About my work

ECILA HUSTE, born and resident in Rio de Janeiro, Brasil, has been painting since 1981.  Her art education comes from School of Visual Arts of Parque Lage, Museum of Modern Art and Center for Contemporary Art, in Rio de Janeiro, Brasil.

Her work has been shown in many group and solo exhibitions in Brasil and abroad.   Among them, main solo exhibitions were at Centro Cultural Correios (RJ-2018), Casa de Cultura Lauro Alvim (RJ-2003), National Museum of Fine Arts (RJ-1997), Centro Cultural Candido Mendes (RJ-1994), Centro Cultural CEMIG (MG-1994), Universidade Federal de Viçosa (MG-1994), Museu do Telefone (RJ-1993), Palácio Barriga Verde (SC-1993), Sala Miguel Bakun (PR-1992), Espaço Cultural Petrobras (RJ-1985).

About her work:

I started painting with gouache, then with watercolour, later with acrylic medium, which I have been exploring until today.   Big canvas have always fascinated me, so my work started growing in size constantly until the day I painted a canvas measuring ten meters long for one meter sixty wide for an exhibition in  1996, in Rio de Janeiro.  It was a wonderful experience!

I work with my canvas on the floor, one colour at a time, in a sequence of quick gestures and with a big corporeal movement, walking around the canvas and having always an upper view .  As in a web, the colours interweave all throughout the extension of the canvas.  There are moments in my working  process when I have the sensation that the brush, the canvas, the medium I use, myself and the space which sorrounds us are just one thing.

The final work is almost always profuse in colour, has a continuous motion, making it difficult for the eye to know where the colour starts or ends.



Centro Cultural Correios, Rio de Janeiro, Setembro 2018


Nothing is separate from anything

If you want to get to the idea of ​​interdependence quickly, I invite you to look at your own body.  In it, all organs – regardless of size or function – are equally important and indispensable for your body to function. That is, our organs alone are nothing but united they act in a very intelligent and sensitive way. Nothing is separated in this wonderful system.

As we recognize this reality, we can come to the conclusion that everything around us works the same way. We are a system inserted and acting within other systems known to us, such as the familiar, social, professional and the universe we live in as well.

We are all connected with the ancestral family energy that we receive through our parents, with the energy of the universe, which welcomes us here on the planet, and with the energy of each person that passes our way. We are a part of this universal whole and, as part of it, we are also the whole. All the people and circumstances that present themselves in our way are interconnected through a link almost always invisible or imperceptible to our eyes.

Therefore, we need to be attentive to our attitudes towards everything that surrounds us, because they always bring consequences, good or not. And because we are interconnected, we are co-responsible for all the situations that occur throughout our lives.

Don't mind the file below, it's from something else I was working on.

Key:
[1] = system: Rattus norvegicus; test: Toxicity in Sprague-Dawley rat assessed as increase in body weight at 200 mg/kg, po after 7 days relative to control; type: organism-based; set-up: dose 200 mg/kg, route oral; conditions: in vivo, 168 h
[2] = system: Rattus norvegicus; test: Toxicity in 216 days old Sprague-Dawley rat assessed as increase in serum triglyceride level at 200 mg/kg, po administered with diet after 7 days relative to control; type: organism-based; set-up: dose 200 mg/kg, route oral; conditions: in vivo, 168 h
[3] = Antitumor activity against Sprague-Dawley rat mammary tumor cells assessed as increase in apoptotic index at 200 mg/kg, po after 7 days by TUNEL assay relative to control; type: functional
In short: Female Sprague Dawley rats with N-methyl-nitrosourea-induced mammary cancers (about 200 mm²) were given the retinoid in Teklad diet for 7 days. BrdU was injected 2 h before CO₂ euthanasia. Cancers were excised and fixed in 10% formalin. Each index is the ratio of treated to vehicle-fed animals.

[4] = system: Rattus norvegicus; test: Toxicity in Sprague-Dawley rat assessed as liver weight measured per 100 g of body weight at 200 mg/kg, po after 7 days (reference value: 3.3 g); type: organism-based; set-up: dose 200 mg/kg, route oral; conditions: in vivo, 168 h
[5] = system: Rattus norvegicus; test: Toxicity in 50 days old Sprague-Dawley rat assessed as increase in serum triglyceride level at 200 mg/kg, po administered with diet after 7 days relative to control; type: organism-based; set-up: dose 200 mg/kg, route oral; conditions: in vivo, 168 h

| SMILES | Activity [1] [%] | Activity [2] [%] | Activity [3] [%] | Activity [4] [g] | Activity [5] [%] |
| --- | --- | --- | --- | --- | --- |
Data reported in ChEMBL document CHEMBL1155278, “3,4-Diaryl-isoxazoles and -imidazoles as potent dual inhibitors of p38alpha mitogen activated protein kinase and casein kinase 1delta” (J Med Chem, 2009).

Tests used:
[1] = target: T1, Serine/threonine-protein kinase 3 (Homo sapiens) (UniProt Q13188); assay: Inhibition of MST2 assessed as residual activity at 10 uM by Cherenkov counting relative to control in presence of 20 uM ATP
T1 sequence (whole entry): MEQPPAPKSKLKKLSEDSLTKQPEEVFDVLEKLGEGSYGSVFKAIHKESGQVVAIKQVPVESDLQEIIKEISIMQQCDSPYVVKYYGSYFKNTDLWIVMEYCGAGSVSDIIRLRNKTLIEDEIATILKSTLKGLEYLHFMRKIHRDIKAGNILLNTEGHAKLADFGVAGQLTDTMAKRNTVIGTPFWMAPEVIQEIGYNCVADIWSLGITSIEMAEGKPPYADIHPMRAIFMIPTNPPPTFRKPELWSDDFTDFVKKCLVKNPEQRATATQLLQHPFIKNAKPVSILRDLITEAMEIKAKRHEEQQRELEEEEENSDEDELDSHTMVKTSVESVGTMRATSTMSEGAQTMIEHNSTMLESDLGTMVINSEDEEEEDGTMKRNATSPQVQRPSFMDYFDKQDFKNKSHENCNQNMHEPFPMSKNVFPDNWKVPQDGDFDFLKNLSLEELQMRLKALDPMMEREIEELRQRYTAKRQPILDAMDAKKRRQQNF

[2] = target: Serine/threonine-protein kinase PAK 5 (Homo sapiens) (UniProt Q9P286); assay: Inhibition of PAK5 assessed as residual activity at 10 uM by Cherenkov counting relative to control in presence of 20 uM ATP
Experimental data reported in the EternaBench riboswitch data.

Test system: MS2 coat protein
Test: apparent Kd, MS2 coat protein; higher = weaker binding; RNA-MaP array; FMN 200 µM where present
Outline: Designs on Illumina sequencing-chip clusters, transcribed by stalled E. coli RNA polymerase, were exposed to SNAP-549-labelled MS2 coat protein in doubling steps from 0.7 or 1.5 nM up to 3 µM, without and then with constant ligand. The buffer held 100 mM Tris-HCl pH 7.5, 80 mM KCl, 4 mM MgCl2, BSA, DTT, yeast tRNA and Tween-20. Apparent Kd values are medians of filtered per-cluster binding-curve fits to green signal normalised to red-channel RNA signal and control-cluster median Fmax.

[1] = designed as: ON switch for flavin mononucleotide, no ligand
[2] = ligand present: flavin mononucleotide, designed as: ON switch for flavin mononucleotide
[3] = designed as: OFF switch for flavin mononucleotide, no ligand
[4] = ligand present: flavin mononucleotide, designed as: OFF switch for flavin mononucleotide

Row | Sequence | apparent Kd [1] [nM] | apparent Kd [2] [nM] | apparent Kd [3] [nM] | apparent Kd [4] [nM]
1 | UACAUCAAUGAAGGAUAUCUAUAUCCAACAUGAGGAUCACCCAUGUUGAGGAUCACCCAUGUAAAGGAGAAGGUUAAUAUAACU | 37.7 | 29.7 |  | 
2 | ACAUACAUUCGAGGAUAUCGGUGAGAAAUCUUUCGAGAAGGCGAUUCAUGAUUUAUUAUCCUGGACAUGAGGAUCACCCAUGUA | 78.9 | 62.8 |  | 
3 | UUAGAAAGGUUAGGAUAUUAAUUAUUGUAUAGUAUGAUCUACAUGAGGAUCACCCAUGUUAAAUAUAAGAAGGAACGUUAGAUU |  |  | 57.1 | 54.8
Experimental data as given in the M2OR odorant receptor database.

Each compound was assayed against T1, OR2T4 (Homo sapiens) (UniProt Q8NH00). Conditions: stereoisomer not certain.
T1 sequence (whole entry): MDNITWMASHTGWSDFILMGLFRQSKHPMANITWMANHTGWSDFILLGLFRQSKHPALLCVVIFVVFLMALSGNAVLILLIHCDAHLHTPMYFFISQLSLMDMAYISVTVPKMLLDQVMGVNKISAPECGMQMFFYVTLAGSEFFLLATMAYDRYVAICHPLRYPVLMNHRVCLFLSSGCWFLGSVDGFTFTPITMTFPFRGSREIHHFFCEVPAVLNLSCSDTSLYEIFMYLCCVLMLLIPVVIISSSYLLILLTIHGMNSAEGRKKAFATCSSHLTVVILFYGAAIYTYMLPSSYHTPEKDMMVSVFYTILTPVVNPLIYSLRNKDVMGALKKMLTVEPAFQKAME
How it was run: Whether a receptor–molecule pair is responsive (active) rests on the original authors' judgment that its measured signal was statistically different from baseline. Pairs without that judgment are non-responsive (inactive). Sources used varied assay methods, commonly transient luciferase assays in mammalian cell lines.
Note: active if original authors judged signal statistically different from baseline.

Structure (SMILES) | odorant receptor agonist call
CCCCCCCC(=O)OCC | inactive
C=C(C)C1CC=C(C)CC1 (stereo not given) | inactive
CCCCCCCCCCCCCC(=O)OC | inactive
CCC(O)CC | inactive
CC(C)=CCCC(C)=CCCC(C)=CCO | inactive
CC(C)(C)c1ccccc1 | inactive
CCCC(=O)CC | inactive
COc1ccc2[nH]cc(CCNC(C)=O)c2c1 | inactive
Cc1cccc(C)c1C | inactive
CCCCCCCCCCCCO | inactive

Interdependence must be observed and felt. Alone we are nothing. Just look at the nature around us. There is room for all colors, shapes and species that live together and maintain their individuality.

Before reaching the sublime moment of creation, in any area of ​​activity, we depend on a large number of people who have collaborated. To all of them, gratitude!


September 2018



From a strictly visual point of view, the painting of Ecila Huste seduces because it brings back that reflection in which Renoir affirmed not to believe in the colours, but in the relation between them.

The most involving, however, is that the Painter here appropriates this thought in a perverse way, against the dogmas of chromatism, extracting from this systematic transgression the greater trump of her palette.

In an antithesis to the well-behaved dialogue between principal and complementary, the colours, in this set of works, pursue fracture and estrangement.

They reach a threshold where the Impressionist Master’s sentence becomes valid – dialectically – on the contrary: no longer the harmonious confabulation between colours but their antagonism and sometimes their clash.

It is not the structuring tonal recombination and symbiosis of painting as language, but trances and traumas capable of imploding this discourse in a harvest of much denser and unpredictable meanings.

This, as initially said, concerns only the visual part of these moments in Ecila’s art. All the mobilization of trait and colour is seductive, but even more so is the coherence with which the whole semiological contents of the visible part of her work turns into an exact fantasy.

It is, therefore, quite surprising that the Painter herself, in one of her texts, denies that there is any calculation or programming of effects in her process. Everything there flows, according to her, in the creative impulse dictated by a rhythm in which playfullness exercises itself in its shades.

This, of course, is consistent with the dictates of Gesture Painting itself. But in rare other moments of it – and I’m not just talking about Brazil – there is such a perfection of counterpoint that the various treatments are challenged and solved, in this web of transparencies and dissonances, which are more envolving, according to the artist herself, when they are oblivious to the rigors of calculus.

What reminds us of the boy Mozart that, according to his biographers, answers to an astonished court musician about the secret of his impossible harmonies:  It’s very simple, I put together the notes that love themselves.

Ruy Sampaio

International Association of Art Critics